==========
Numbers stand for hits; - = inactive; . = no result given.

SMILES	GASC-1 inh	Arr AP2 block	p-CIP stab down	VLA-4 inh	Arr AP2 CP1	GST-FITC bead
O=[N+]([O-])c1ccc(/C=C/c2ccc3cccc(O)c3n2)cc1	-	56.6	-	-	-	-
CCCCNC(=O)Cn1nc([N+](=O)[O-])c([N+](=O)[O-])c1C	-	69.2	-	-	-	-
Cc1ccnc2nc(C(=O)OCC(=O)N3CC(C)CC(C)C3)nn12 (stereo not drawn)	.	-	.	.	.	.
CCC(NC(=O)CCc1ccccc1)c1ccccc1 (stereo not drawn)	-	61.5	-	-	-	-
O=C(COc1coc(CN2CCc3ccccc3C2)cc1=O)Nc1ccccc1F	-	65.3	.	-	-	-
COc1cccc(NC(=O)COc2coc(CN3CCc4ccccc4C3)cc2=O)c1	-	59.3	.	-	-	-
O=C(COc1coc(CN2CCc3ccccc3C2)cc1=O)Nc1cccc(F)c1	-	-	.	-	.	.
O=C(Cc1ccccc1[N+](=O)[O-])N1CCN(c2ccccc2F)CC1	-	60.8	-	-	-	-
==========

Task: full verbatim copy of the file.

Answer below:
Numbers stand for hits; - = inactive; . = no result given.

SMILES	GASC-1 inh	Arr AP2 block	p-CIP stab down	VLA-4 inh	Arr AP2 CP1	GST-FITC bead
O=[N+]([O-])c1ccc(/C=C/c2ccc3cccc(O)c3n2)cc1	-	56.6	-	-	-	-
CCCCNC(=O)Cn1nc([N+](=O)[O-])c([N+](=O)[O-])c1C	-	69.2	-	-	-	-
Cc1ccnc2nc(C(=O)OCC(=O)N3CC(C)CC(C)C3)nn12 (stereo not drawn)	.	-	.	.	.	.
CCC(NC(=O)CCc1ccccc1)c1ccccc1 (stereo not drawn)	-	61.5	-	-	-	-
O=C(COc1coc(CN2CCc3ccccc3C2)cc1=O)Nc1ccccc1F	-	65.3	.	-	-	-
COc1cccc(NC(=O)COc2coc(CN3CCc4ccccc4C3)cc2=O)c1	-	59.3	.	-	-	-
O=C(COc1coc(CN2CCc3ccccc3C2)cc1=O)Nc1cccc(F)c1	-	-	.	-	.	.
O=C(Cc1ccccc1[N+](=O)[O-])N1CCN(c2ccccc2F)CC1	-	60.8	-	-	-	-